Topical Guide 79
Moon: Daytime Illusion of Transparency
I had drawn several pictures, each of which was a landscape that featured a pond (because I had just learned to draw ponds with pretty convincing perspective and particularly enjoyed complicating their shorelines with points and lagoons), clouds (because I had also just learned to draw nice, plump, billowy cumulus clouds), shadows (because I got a kick out of using the side of the pencil point to shade things), a disproportionately large duck (because Guppa had a nice little cast-metal Merganser paperweight that I wanted very much to learn to draw), and the transparent moon that sometimes graces the daytime sky (because I had begun to develop a fondness for it that still persists).
Little Follies, “The Static of the Spheres”
Sometimes in the afternoon sky a white moon would creep up like a little white cloud, furtive, without display, suggesting an actress who does not have to “come on” for a while, and so goes “in front” in her ordinary clothes to watch the rest of the company for a moment, but keeps in the background, not wishing to attract attention to herself. I was glad to find her image reproduced in books and paintings, though these works of art were very different—at least in my earlier years, before Bloch had attuned my eyes and mind to more subtle harmonies—from those in which the moon seems fair to me today, but in which I should not have recognized her then. It might be, for instance, some novel by Saintine, some landscape by Gleyre, in which she is cut out sharply against the sky, in the form of a silver sickle, some work as unsophisticated and as incomplete as were, at that date, my own impressions, and which it enraged my grandmother’s sisters to see me admire. They held that one ought to set before children, and that children showed their own innate good taste in admiring, only such books and pictures as they would continue to admire when their minds were developed and mature. No doubt they regarded aesthetic values as material objects which an unclouded vision could not fail to discern, without needing to have their equivalent in experience of life stored up and slowly ripening in one’s heart.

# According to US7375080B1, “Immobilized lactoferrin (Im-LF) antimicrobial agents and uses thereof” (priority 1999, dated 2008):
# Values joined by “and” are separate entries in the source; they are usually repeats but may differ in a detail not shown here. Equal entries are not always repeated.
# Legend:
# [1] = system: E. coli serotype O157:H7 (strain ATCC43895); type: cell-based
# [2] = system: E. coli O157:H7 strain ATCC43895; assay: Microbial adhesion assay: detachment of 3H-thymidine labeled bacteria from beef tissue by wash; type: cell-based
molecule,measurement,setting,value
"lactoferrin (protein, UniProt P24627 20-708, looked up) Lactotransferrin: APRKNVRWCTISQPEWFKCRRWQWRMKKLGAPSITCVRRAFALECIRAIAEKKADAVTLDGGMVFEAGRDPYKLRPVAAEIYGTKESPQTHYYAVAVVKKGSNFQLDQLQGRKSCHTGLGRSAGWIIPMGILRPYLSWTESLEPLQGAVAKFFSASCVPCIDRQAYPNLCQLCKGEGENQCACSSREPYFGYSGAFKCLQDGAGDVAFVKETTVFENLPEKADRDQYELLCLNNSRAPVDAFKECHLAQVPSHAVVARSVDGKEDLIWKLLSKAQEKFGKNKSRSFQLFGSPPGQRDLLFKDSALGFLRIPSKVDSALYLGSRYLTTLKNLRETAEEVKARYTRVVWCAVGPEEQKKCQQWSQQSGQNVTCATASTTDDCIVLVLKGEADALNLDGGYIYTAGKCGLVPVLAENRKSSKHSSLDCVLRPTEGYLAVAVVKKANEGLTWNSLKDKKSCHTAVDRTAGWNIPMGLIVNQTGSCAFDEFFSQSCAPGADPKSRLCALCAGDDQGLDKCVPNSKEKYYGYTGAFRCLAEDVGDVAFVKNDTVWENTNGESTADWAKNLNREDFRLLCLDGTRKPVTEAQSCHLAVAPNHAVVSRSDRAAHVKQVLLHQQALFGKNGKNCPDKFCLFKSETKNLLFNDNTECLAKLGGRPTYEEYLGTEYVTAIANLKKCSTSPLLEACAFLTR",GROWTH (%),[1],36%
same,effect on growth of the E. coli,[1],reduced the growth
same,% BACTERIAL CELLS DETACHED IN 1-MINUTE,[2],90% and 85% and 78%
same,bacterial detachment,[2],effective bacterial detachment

Marcel Proust, In Search of Lost Time, Swann’s Way, “Combray”
January sunlight fell in shafts through the windows, and in the shafts of sunlight, dust was dancing.
Why, I wondered, does the dust dance that way?
After some experimentation, I thought that I had found the answer. The dust was alive. …
I sat down and thought. The idea came to me that everything, everything I saw and touched, even the air I moved through, was moving, was in a sense alive.
“Peter, are you down there?” It was Gumma, calling me from the top of the cellar stairs.
“Yes, Gumma,” I called. “I was just—”
I hesitated. Was I going to say that I was just looking at dust?
Little Follies, “The Static of the Spheres”
“Dust” . . . seems to be a technical term meaning a bounded set of uncountably many disconnected points. Further examples are given by the two-dimensional analogues of the triadic Cantor set, known in the triangular case as the Sierpinski gasket and in the square one as the Sierpinski carpet. (I think it’s especially fitting for a carpet to be composed of dust. I’ve had a few like that.)
Alan Wachtel, personal communication with Kraft
In mathematics, the Cantor set is a set of points lying on a single line segment that has a number of unintuitive properties. It was discovered in 1874 by Henry John Stephen Smith and introduced by German mathematician Georg Cantor in 1883.